Uber's Magic Numbers Won't Turn Us All Into Professional Drivers

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Yesterday, Uber Technologies, Inc. doled out some impressive Uber-related numbers. According to the company, a revolution is upon us: an Uber revolution, where riders are transported with ease and grace from one locale to another, and the drivers who get you there are making out like bandits. Hold your horse(power)s, Uber.

In a press release, Uber bragged that drivers in its UberX program (the lower-cost Uber option) make an annual median income of $90,766 in New York City and $74,191 in San Francisco. Pretty impressive numbers.

The company says it is injecting 20,000 new jobs into the driver economy each month, and that 43 percent of Americans are now within about ten minutes of an Uber car pickup. Uber CEO Travis Kalanic offered some remarks on his firm's triumphs, saying:

Just four years ago we set out to build a better option for people to move around cities – to make getting a ride safer, easier and affordable... But Uber’s positive impact goes further; hundreds of thousands of entrepreneurs are using the platform to build their own small business, resulting in a huge job growth engine for cities resulting in billions of dollars being pumped into the U.S. economy.

Taxi drivers who have made the switch say they were sick of spending money to lease cabs — up to $32,000 per year — and that the Uber platform makes them feel more safe. So why isn't everyone becoming an Uber driver? Specifically, why isn't everyone in New York City becoming an Uber driver?

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According to the Boston Globe, many cab drivers have already made the switch: 

The company has hundreds of thousands of drivers. According to the San Francisco Cab Drivers Association, one-third of its drivers ditched their registered cabs in a 12-month span to drive for services such as Uber, Lyft, and Sidecar.

CityLab, however, is taking issue with some of these figures. For starters, that $90K figure is "business income," which is not the same as take-home pay or profit.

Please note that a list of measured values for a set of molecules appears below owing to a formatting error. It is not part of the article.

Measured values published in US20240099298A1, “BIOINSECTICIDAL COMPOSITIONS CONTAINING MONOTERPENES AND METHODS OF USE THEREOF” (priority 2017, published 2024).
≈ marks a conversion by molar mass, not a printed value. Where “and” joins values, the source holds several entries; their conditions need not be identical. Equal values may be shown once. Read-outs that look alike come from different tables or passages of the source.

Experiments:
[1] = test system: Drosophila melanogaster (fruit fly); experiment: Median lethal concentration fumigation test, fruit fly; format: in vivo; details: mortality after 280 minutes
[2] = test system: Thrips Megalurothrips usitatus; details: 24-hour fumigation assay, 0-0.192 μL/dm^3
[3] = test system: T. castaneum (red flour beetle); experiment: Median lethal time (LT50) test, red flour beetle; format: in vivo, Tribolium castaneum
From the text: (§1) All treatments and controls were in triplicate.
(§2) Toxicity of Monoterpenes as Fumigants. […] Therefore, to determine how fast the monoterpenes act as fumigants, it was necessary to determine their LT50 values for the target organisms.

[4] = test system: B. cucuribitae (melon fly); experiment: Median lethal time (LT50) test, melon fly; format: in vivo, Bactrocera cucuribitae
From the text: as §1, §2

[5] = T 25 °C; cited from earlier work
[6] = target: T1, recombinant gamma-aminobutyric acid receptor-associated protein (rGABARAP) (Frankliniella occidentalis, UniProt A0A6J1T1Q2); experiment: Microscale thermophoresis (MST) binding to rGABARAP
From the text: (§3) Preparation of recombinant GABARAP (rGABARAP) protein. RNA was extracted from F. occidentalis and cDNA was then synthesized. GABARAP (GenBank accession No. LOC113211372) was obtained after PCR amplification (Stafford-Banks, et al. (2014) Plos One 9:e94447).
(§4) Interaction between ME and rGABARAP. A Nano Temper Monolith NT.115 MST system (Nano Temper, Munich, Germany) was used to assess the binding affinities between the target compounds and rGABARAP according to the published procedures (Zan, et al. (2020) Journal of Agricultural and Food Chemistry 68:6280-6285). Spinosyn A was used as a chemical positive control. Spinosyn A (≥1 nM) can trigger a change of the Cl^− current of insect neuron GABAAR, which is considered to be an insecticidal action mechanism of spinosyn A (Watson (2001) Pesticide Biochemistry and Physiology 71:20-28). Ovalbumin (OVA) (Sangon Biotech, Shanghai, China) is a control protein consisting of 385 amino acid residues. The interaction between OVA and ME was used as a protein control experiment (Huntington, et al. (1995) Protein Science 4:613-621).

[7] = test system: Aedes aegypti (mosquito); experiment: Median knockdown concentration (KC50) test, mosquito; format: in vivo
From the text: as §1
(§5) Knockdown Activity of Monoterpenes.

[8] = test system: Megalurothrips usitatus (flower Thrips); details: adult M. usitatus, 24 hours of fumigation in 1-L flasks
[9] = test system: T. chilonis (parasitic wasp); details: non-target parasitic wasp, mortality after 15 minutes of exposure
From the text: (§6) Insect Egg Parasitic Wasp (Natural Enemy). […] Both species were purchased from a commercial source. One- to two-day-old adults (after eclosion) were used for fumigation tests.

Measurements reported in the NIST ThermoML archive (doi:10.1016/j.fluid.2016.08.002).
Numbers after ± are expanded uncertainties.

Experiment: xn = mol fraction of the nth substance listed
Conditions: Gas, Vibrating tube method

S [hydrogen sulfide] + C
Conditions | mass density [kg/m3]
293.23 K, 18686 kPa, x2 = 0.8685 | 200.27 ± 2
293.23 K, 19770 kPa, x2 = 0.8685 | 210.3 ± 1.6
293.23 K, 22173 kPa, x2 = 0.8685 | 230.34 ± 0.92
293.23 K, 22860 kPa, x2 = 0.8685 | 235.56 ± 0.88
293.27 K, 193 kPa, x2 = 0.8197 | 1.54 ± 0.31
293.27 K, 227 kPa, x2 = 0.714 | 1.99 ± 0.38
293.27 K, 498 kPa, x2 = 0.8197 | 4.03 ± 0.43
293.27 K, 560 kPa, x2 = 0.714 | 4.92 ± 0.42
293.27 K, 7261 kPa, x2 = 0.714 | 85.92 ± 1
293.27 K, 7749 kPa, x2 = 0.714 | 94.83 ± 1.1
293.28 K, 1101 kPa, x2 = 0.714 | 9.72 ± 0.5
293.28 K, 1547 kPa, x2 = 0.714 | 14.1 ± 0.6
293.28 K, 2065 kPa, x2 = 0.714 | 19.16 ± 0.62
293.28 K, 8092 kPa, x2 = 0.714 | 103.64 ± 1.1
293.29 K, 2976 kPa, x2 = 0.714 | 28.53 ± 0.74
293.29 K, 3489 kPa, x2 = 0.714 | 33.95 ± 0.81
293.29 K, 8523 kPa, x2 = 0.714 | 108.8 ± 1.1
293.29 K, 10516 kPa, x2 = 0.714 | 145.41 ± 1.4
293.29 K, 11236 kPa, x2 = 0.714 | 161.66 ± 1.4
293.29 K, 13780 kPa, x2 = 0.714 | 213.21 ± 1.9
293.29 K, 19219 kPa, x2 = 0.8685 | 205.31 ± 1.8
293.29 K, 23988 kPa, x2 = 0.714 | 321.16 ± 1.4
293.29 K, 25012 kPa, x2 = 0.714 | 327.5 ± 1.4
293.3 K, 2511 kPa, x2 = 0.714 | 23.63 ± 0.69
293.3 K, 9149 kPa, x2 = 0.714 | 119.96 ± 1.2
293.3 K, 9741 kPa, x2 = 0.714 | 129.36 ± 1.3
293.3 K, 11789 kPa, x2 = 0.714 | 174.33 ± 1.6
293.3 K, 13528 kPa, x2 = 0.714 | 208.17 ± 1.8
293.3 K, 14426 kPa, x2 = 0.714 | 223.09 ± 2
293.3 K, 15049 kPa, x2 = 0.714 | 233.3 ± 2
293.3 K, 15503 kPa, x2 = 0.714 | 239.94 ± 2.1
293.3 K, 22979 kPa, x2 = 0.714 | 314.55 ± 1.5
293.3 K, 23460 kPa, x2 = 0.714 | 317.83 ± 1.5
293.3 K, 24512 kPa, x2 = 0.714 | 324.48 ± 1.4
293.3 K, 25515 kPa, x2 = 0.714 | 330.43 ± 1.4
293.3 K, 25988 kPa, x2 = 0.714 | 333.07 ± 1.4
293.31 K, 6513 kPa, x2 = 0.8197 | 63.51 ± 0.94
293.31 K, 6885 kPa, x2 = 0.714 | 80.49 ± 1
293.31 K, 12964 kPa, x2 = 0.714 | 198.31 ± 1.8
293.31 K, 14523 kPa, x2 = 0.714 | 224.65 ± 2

The UberX figures don't take into account business expenses like gas, insurance, parking, and car maintenance. And by looking at drivers who work more than 40 hours a week, Uber is taking the juiciest sample set from which to derive its average... The UberX averages don't mean much unless we also know how many UberX drivers work such long weeks. Is that half the fleet? Or five guys hustling to pay off their bookies during the NBA playoffs? It also seems likely that the numbers are inflated by surge pricing. 

Even if the numbers went straight into driver's pockets, the barriers to entry are high for those not already in the driving industry. According to the Uber website, only two applicants need inquire about a driving position: those who are current taxi drivers, certified and licensed by the city, and with a commercial taxi vehicle; and those who are "professional chauffeur[s] with a commercial license and commercial auto insurance," who drive "a  black sedan, town car, crossover SUV that comfortably seats 4 passengers, or a full-size SUV that comfortably seats at least 6 passengers." In other words, "car not included."

Assuming that you're not already driving a taxi for a living — in which case prohibitive medallion costs would make employment by Uber appealing — you'll have had to make some major investments before applying for a job at Uber, including spending somewhere between $8,000 and $50,000 for a suitable car and acquiring the proper license. Only half of New York City residents even own a car, and public schools generally don't offer free drivers ed. Plus, public transport makes driving less of a priority for most New Yorkers. So though Uber may (or may not) be successfully reshuffling the industry, we have a feeling it's not going to make Uber drivers out of the rest of us.

This article is from the archive of our partner The Wire.